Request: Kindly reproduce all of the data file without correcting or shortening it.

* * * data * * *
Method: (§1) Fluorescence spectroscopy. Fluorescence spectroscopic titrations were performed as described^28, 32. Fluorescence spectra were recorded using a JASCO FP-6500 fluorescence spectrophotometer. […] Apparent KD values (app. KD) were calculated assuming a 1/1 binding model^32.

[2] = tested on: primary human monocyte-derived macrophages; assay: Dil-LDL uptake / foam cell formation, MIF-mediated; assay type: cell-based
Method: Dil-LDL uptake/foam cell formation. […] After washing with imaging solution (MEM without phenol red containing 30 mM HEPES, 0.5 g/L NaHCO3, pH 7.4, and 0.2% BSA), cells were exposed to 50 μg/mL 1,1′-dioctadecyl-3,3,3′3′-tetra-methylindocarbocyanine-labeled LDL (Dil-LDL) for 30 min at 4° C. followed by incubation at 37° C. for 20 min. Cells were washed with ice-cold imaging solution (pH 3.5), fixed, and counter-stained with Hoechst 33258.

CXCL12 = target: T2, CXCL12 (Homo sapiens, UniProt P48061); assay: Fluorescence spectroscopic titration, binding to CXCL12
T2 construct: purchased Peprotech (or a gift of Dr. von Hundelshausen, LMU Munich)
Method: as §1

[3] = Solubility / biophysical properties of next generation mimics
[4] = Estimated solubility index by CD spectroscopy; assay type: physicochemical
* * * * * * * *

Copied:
Method: (§1) Fluorescence spectroscopy. Fluorescence spectroscopic titrations were performed as described^28, 32. Fluorescence spectra were recorded using a JASCO FP-6500 fluorescence spectrophotometer. […] Apparent KD values (app. KD) were calculated assuming a 1/1 binding model^32.

[2] = tested on: primary human monocyte-derived macrophages; assay: Dil-LDL uptake / foam cell formation, MIF-mediated; assay type: cell-based
Method: Dil-LDL uptake/foam cell formation. […] After washing with imaging solution (MEM without phenol red containing 30 mM HEPES, 0.5 g/L NaHCO3, pH 7.4, and 0.2% BSA), cells were exposed to 50 μg/mL 1,1′-dioctadecyl-3,3,3′3′-tetra-methylindocarbocyanine-labeled LDL (Dil-LDL) for 30 min at 4° C. followed by incubation at 37° C. for 20 min. Cells were washed with ice-cold imaging solution (pH 3.5), fixed, and counter-stained with Hoechst 33258.

CXCL12 = target: T2, CXCL12 (Homo sapiens, UniProt P48061); assay: Fluorescence spectroscopic titration, binding to CXCL12
T2 construct: purchased Peprotech (or a gift of Dr. von Hundelshausen, LMU Munich)
Method: as §1

[3] = Solubility / biophysical properties of next generation mimics
[4] = Estimated solubility index by CD spectroscopy; assay type: physicochemical